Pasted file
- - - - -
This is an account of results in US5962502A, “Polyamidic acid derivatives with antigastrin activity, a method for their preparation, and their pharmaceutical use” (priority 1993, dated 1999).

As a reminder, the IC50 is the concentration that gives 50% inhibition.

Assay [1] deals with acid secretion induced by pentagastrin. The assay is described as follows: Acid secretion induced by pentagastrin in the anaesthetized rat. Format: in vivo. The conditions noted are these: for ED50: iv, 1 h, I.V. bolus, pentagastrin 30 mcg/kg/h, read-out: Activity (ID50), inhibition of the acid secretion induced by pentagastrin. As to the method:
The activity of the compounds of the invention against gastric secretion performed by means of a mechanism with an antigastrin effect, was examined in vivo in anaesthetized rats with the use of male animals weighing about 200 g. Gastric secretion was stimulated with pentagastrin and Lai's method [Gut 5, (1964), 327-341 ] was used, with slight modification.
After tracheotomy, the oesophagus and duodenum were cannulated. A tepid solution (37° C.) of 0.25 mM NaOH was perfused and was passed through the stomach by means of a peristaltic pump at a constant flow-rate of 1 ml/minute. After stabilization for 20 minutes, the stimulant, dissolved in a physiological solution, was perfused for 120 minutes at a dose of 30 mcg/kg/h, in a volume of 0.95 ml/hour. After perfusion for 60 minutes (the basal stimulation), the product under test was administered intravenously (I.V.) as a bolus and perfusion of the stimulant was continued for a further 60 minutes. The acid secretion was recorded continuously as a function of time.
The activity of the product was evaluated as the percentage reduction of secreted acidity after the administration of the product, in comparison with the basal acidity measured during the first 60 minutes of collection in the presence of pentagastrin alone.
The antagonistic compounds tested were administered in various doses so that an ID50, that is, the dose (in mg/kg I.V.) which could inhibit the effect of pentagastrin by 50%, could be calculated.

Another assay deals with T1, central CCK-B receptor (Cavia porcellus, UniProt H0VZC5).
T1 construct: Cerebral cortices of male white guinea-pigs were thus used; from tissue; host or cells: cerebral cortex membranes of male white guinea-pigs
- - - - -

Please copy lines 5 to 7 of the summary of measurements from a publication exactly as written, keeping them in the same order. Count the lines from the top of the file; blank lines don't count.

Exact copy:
After tracheotomy, the oesophagus and duodenum were cannulated. A tepid solution (37° C.) of 0.25 mM NaOH was perfused and was passed through the stomach by means of a peristaltic pump at a constant flow-rate of 1 ml/minute. After stabilization for 20 minutes, the stimulant, dissolved in a physiological solution, was perfused for 120 minutes at a dose of 30 mcg/kg/h, in a volume of 0.95 ml/hour. After perfusion for 60 minutes (the basal stimulation), the product under test was administered intravenously (I.V.) as a bolus and perfusion of the stimulant was continued for a further 60 minutes. The acid secretion was recorded continuously as a function of time.
The activity of the product was evaluated as the percentage reduction of secreted acidity after the administration of the product, in comparison with the basal acidity measured during the first 60 minutes of collection in the presence of pentagastrin alone.
The antagonistic compounds tested were administered in various doses so that an ID50, that is, the dose (in mg/kg I.V.) which could inhibit the effect of pentagastrin by 50%, could be calculated.